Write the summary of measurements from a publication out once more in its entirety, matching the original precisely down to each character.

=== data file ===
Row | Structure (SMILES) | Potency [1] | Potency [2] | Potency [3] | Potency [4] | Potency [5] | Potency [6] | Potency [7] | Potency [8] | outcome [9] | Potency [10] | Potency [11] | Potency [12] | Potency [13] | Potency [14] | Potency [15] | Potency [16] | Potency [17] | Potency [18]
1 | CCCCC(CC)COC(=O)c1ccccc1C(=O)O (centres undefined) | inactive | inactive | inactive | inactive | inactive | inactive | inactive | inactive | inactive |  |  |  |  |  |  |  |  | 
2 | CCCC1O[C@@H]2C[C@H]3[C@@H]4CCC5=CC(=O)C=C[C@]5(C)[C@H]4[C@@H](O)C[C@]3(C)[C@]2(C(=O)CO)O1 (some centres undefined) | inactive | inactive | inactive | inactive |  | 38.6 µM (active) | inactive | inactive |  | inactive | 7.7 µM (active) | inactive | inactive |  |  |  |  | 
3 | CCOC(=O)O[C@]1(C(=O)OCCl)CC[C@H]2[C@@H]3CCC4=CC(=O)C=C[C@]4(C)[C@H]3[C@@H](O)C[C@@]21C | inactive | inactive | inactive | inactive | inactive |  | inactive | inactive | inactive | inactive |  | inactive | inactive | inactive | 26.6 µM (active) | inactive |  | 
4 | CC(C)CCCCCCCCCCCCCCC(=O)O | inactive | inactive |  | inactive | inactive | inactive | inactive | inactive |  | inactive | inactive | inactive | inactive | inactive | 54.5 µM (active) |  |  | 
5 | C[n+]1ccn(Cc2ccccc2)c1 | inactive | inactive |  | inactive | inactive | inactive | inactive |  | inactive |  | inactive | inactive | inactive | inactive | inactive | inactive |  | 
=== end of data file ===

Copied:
Row | Structure (SMILES) | Potency [1] | Potency [2] | Potency [3] | Potency [4] | Potency [5] | Potency [6] | Potency [7] | Potency [8] | outcome [9] | Potency [10] | Potency [11] | Potency [12] | Potency [13] | Potency [14] | Potency [15] | Potency [16] | Potency [17] | Potency [18]
1 | CCCCC(CC)COC(=O)c1ccccc1C(=O)O (centres undefined) | inactive | inactive | inactive | inactive | inactive | inactive | inactive | inactive | inactive |  |  |  |  |  |  |  |  | 
2 | CCCC1O[C@@H]2C[C@H]3[C@@H]4CCC5=CC(=O)C=C[C@]5(C)[C@H]4[C@@H](O)C[C@]3(C)[C@]2(C(=O)CO)O1 (some centres undefined) | inactive | inactive | inactive | inactive |  | 38.6 µM (active) | inactive | inactive |  | inactive | 7.7 µM (active) | inactive | inactive |  |  |  |  | 
3 | CCOC(=O)O[C@]1(C(=O)OCCl)CC[C@H]2[C@@H]3CCC4=CC(=O)C=C[C@]4(C)[C@H]3[C@@H](O)C[C@@]21C | inactive | inactive | inactive | inactive | inactive |  | inactive | inactive | inactive | inactive |  | inactive | inactive | inactive | 26.6 µM (active) | inactive |  | 
4 | CC(C)CCCCCCCCCCCCCCC(=O)O | inactive | inactive |  | inactive | inactive | inactive | inactive | inactive |  | inactive | inactive | inactive | inactive | inactive | 54.5 µM (active) |  |  | 
5 | C[n+]1ccn(Cc2ccccc2)c1 | inactive | inactive |  | inactive | inactive | inactive | inactive |  | inactive |  | inactive | inactive | inactive | inactive | inactive | inactive |  | 